Technique: How to prepare eggplant for Sheik al Mehshee
Aug 16, 2011, Updated Jan 02, 2015
This post may contain affiliate links. Please read our disclosure policy.
Eggplant, it turns out, is a controversial vegetable. As many people hate it as they do love it. Yesterday one of my cousins sent me a message: I love your blog. But I HATE EGGPLANT! I have 70 first cousins, so I’m sure she’s not alone in that crowd. Another friend claims he likes eggplant but it doesn’t like him–he’s allergic, his tongue gets all funny when he eats it. Perhaps…but he’s Lebanese and I suspect he doesn’t want to admit, amid my endless raving about it, that eggplant just doesn’t do it for him. My mother and her sisters, on the other hand, would eat eggplant three meals a day if they could.
The controversy continues when it comes to prepping eggplant. To salt drain or not to salt drain? This step can be important, to purge eggplant’s high water content so it won’t, when cooked in oil, absorb too much. The salt drain is also considered a good way to eradicate any bitterness. But it’s an added step that can, if done hastily or incorrectly, end up making your dish taste saltier than the Gulf of Mexico.
I’ve cooked with eggplant both ways, and have read up on where the experts land on the controversy. My take is that it depends on how you’re cooking the eggplant. If you are sautéing in oil, best to drain the cut-up eggplant first so that you won’t use up half of a bottle of that expensive Stone House blend like I did once (my sister never forgave me). If you do salt and drain, leave it in a colander in the sink for at least 45 minutes and up to two hours. Be sure to rinse the eggplant and then press it dry with paper or other clean, dry towels.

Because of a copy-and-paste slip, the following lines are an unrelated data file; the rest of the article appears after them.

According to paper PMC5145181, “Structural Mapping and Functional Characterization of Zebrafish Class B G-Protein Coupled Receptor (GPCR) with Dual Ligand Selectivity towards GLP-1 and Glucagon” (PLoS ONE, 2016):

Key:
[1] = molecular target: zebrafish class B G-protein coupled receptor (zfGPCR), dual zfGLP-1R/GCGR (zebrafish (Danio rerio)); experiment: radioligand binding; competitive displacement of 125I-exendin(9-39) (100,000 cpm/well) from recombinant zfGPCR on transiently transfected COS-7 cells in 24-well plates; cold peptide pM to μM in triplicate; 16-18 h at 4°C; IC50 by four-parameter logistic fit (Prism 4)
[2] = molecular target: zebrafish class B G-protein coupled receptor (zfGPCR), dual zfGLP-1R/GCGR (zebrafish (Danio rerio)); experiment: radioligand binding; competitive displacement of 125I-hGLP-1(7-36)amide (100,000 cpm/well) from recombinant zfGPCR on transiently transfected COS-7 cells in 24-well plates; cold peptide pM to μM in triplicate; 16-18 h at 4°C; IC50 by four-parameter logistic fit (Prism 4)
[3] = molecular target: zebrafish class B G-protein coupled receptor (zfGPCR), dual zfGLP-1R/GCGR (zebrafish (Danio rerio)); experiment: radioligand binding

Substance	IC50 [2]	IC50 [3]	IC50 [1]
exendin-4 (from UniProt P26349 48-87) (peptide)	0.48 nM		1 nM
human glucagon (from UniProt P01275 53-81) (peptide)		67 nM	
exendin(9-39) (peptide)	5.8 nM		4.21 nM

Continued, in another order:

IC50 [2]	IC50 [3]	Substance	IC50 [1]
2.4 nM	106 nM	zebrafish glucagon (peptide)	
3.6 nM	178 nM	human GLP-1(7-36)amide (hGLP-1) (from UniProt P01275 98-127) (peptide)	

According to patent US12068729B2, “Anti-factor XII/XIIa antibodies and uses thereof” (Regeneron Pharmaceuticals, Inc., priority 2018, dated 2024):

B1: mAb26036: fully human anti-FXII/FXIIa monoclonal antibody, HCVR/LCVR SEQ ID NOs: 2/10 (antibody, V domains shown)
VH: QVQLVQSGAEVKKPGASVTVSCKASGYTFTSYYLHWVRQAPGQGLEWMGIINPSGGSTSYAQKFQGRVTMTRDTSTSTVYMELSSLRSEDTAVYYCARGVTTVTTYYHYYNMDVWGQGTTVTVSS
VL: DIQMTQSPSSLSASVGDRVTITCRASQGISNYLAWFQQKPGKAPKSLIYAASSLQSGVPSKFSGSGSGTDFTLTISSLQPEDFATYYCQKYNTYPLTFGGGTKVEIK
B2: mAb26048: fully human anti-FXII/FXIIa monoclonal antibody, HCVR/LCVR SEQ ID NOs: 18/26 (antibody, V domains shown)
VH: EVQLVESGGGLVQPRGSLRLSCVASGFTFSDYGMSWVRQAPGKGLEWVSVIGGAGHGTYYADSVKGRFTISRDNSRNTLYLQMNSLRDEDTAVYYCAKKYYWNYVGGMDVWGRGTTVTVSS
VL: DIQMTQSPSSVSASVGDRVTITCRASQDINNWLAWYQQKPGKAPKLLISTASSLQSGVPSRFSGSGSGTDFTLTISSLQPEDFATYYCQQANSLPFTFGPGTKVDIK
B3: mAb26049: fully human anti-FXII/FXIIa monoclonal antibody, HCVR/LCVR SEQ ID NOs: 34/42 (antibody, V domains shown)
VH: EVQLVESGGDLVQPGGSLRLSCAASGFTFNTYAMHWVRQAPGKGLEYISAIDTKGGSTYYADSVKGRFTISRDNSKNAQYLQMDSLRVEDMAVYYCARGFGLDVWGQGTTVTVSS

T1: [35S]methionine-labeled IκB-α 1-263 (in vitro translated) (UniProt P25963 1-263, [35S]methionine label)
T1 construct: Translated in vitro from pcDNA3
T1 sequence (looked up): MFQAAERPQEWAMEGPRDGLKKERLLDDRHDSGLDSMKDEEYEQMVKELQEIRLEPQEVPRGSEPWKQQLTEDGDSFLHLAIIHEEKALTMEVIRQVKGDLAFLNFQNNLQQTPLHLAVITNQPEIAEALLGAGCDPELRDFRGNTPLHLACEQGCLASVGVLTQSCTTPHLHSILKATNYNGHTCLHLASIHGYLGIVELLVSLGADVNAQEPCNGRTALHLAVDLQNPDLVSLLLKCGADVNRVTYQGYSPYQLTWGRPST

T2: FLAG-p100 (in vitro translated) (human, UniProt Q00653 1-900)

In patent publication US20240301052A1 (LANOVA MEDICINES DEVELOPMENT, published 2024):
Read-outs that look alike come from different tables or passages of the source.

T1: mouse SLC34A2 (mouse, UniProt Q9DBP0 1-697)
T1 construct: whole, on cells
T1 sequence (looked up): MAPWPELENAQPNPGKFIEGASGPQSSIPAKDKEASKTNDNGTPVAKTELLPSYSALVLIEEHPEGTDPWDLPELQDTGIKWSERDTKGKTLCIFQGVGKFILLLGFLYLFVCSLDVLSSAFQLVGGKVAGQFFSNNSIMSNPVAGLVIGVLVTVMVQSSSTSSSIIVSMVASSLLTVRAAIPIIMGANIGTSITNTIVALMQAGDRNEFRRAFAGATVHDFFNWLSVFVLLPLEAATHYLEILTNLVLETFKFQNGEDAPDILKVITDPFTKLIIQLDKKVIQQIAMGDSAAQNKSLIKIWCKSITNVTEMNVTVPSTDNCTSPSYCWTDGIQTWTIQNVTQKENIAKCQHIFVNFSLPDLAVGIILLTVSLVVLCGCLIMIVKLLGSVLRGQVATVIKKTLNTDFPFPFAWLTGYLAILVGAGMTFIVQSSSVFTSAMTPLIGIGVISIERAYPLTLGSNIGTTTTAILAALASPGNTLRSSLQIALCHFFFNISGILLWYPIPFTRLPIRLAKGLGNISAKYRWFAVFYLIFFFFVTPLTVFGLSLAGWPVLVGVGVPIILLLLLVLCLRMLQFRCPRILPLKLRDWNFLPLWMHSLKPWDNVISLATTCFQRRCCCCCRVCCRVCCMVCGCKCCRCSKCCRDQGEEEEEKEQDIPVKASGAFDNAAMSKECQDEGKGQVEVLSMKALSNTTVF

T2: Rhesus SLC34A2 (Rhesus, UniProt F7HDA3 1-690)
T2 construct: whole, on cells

But for the truly delicious Lebanese eggplant dish we are making this week, you can eliminate this step. It just doesn’t make enough of a difference, given that in the end the eggplant is cooked to a meltingly soft texture in tomato sauce, with other savory flavors infused.
You will need to take some time, though, to broil your eggplant to a deep mahogany brown (and I mean dark). The best eggplant for this dish is Globe, which is larger than Italian or Chinese eggplant. Slice the unpeeled eggplant about ½-inch thick and brush both sides lightly with olive oil. Place on a baking sheet under the broiler until the tops are golden, and in some spots charred, about 6-8 minutes (stay nearby and keep an eye on it). Flip the eggplant over and do the same on the opposite side. Alternatively, you can bake the eggplant in a 400 degree oven, on the upper shelf, for about 20 minutes.
I wish you luck trying not to eat up the eggplant just as it is like this, with some thin pita bread and a salt shaker handy. If you can, make some extra so you won’t feel bad about not leaving enough eggplant for the Sheik al Mehshee, which is even more delectable than the roasty eggplant with bread and salt.
I’d like to believe that even the eggplant haters would love to eat Sheik al Mehshee, that if I could just get a bite in their mouths they would agree to its deliciousness. Probably best though if I just agree to disagree, and invite all of you eggplant haters to join me here this week anyway, for a little story that won’t leave a bad taste in your mouth. I promise.